It’s also worth remembering that dear old Denis Healey, who sadly died on Saturday following a lifetime of service to the institutions of the UK and its bulwarks of power, was cut from the same cloth as Darling, though of a far more agreeable and persuasive disposition. Healey it was who, in an interview with Mandy Rhodes, editor of Holyrood Magazine, laughed at how the British Labour Party had acquiesced with Margaret Thatcher and her Tories in concealing from Scots the true extent of the oil and gas revenues that had been taken from the North Sea. “I think we did underplay the value of the oil to the country because of the threat of nationalism but that was mainly down to Thatcher,” he said.

“We didn’t actually see the rewards from oil in my period in office because we were investing in the infrastructure rather than getting the returns and really, Thatcher wouldn’t have been able to carry out any of her policies without that additional five per cent on GDP from oil. Incredible good luck she had from that.”

Many of the leaders of the No side on our constitutional debate would not, I feel, appreciate the themes and challenges contained in a startlingly beautiful photographic exhibition at the Scottish National Portrait Gallery and which runs through to April next year. The Ties That Bind features the work of four of Scotland’s finest photographers – Colin McPherson, Jeremy Sutton-Hibbert, Sophie Gerrard and Stephen McLaren – as they pointed their lenses inwards to Scotland in those tumultuous months during and after the independence referendum.

The images they captured haunted me last weekend and I know they will beckon me to behold them again on several more occasions; not so much to increase my understanding of them but rather to understand and interpret my own feelings on first observing them. They describe communities and convey flavours of a Scotland that many of us either do not know, have forgotten about or would rather ignore. Here, alongside the unravelling of Scotland’s enthusiastic participation in the Jamaican slave economy, we also find images of the Borders Common Ridings and the unchanged ways of a community not very far from most of us but a planet away from our experience.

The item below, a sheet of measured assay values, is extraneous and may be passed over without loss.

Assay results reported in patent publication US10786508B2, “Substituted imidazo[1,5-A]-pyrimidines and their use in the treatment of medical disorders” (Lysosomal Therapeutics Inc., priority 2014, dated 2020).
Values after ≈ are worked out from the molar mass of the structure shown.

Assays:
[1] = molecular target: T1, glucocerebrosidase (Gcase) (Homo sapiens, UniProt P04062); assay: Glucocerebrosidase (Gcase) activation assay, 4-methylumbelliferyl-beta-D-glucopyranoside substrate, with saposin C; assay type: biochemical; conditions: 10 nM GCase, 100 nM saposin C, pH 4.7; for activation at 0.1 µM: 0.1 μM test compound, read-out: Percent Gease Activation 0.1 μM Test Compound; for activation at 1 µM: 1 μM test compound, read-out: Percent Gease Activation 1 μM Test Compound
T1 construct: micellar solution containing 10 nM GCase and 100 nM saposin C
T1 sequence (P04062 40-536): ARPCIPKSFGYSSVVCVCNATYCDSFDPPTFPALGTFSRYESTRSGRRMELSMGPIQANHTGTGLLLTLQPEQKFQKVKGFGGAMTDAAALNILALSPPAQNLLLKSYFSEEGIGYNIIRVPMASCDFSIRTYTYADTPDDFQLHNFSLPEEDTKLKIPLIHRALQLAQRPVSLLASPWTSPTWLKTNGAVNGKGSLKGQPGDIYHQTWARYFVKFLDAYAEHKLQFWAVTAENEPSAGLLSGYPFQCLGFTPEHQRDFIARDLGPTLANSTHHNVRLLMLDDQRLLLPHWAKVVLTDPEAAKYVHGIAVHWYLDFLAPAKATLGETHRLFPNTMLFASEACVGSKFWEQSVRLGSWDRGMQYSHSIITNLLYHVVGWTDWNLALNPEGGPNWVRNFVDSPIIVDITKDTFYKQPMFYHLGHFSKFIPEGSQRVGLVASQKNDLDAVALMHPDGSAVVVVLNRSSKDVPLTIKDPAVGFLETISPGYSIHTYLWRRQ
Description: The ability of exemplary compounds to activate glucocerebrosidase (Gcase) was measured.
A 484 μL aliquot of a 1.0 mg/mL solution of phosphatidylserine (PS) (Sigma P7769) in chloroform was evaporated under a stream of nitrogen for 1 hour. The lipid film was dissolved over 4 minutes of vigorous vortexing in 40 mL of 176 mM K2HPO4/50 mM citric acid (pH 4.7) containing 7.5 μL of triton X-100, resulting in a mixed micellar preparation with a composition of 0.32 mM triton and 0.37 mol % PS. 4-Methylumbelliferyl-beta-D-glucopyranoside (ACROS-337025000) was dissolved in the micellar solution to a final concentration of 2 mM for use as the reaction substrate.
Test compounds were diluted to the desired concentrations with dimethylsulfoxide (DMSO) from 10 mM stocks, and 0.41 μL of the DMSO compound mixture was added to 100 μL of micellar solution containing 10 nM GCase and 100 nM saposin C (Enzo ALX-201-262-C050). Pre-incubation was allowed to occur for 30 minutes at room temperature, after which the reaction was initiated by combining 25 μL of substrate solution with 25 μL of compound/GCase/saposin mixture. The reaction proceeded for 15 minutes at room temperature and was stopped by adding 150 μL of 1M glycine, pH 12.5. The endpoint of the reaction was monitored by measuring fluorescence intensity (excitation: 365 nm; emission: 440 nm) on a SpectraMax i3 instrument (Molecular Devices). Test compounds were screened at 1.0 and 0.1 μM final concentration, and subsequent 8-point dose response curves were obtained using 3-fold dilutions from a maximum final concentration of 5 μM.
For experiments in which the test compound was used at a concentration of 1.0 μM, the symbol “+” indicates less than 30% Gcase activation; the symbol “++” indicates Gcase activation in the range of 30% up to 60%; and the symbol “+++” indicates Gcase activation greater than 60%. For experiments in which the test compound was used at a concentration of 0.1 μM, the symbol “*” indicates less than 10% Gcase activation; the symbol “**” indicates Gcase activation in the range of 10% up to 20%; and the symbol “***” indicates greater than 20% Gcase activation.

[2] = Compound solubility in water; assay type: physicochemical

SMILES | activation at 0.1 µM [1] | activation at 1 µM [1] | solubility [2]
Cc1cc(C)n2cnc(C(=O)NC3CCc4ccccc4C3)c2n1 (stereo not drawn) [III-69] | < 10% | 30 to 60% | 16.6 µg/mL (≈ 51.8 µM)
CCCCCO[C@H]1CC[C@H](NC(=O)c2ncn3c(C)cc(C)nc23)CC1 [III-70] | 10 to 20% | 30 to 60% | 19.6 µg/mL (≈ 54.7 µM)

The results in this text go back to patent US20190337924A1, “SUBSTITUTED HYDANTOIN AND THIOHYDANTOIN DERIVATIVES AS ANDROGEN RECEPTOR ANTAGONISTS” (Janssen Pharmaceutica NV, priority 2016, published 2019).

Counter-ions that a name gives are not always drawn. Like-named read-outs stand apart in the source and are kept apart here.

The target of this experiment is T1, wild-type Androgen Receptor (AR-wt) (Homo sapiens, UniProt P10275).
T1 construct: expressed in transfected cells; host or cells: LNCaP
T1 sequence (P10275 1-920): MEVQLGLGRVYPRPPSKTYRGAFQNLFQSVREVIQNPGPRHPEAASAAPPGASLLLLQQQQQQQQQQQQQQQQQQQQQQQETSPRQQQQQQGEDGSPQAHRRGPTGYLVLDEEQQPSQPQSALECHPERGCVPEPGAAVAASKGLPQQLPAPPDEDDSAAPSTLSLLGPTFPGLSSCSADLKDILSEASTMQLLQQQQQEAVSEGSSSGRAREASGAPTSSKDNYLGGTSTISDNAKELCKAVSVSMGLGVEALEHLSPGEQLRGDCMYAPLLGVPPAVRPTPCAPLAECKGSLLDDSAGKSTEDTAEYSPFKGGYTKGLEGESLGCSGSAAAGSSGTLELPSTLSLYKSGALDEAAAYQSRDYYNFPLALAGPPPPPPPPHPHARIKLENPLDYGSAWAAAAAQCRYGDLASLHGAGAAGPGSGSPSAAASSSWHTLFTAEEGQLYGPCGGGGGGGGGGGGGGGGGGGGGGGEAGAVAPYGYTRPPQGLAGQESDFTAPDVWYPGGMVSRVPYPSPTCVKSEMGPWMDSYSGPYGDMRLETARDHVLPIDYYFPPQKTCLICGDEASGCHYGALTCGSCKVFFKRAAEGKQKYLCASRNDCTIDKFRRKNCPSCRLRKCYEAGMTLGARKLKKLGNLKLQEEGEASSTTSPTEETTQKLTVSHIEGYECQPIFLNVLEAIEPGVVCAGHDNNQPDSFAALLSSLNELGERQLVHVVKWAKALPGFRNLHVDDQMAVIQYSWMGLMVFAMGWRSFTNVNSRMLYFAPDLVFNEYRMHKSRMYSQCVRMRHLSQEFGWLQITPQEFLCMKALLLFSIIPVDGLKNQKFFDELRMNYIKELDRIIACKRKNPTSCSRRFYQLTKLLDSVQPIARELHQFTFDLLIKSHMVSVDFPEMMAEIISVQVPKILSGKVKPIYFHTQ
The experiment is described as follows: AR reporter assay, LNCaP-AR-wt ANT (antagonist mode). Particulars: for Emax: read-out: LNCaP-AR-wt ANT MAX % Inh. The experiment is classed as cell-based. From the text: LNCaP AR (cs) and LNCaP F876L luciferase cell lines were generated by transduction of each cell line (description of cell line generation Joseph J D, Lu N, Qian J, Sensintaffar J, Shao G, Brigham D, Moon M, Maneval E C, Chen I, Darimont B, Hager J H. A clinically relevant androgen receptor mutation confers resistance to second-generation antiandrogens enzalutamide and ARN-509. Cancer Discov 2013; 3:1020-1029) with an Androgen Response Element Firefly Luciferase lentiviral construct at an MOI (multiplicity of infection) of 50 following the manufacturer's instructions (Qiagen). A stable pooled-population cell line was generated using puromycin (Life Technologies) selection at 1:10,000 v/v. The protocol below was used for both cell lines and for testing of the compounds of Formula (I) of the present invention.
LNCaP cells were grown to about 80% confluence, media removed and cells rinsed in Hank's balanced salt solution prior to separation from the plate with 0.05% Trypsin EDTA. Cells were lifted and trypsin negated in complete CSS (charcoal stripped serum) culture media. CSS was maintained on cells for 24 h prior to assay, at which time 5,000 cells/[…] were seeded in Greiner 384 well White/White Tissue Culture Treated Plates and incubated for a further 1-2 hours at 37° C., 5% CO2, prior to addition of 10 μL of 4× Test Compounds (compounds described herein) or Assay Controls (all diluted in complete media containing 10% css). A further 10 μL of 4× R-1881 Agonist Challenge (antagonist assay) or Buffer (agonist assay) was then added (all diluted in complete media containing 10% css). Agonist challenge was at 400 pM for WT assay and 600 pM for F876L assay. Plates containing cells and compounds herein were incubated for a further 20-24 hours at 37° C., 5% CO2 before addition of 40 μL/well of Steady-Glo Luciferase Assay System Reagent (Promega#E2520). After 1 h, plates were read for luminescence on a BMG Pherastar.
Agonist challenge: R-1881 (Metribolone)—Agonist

There are stark and beautiful portrayals of three women who live among the ancient grass and stones of Scotland’s wild places and fashion a subsistence in them. Closest to my heart are the pictures of a fondly remembered and greatly admired former colleague, Colin McPherson, who has conveyed the relentless faithfulness and love of working people for their community football clubs at a time when corporatism, greed and unearned riches mock such seemingly empty and redundant values.

Together, they conveyed to me a Scotland which too often I have chosen to ignore and even to disparage. To understand these values, these people and the communities in which they yet prosper is to come to a fuller understanding of Scotland. The campaign for independence gave us a chance to pause and reflect on what Scotland means. Few of us took that opportunity but these four artists did. What they captured was more timeless and authentic than perhaps even independence itself.